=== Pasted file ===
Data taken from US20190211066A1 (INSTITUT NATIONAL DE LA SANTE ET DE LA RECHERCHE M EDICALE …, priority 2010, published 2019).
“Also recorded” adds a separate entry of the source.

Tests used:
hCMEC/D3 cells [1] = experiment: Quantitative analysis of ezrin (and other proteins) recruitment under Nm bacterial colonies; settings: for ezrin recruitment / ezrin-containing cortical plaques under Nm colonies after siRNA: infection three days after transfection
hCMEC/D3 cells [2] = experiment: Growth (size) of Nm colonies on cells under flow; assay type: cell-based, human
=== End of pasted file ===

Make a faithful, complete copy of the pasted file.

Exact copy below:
Data taken from US20190211066A1 (INSTITUT NATIONAL DE LA SANTE ET DE LA RECHERCHE M EDICALE …, priority 2010, published 2019).
“Also recorded” adds a separate entry of the source.

Tests used:
hCMEC/D3 cells [1] = experiment: Quantitative analysis of ezrin (and other proteins) recruitment under Nm bacterial colonies; settings: for ezrin recruitment / ezrin-containing cortical plaques under Nm colonies after siRNA: infection three days after transfection
hCMEC/D3 cells [2] = experiment: Growth (size) of Nm colonies on cells under flow; assay type: cell-based, human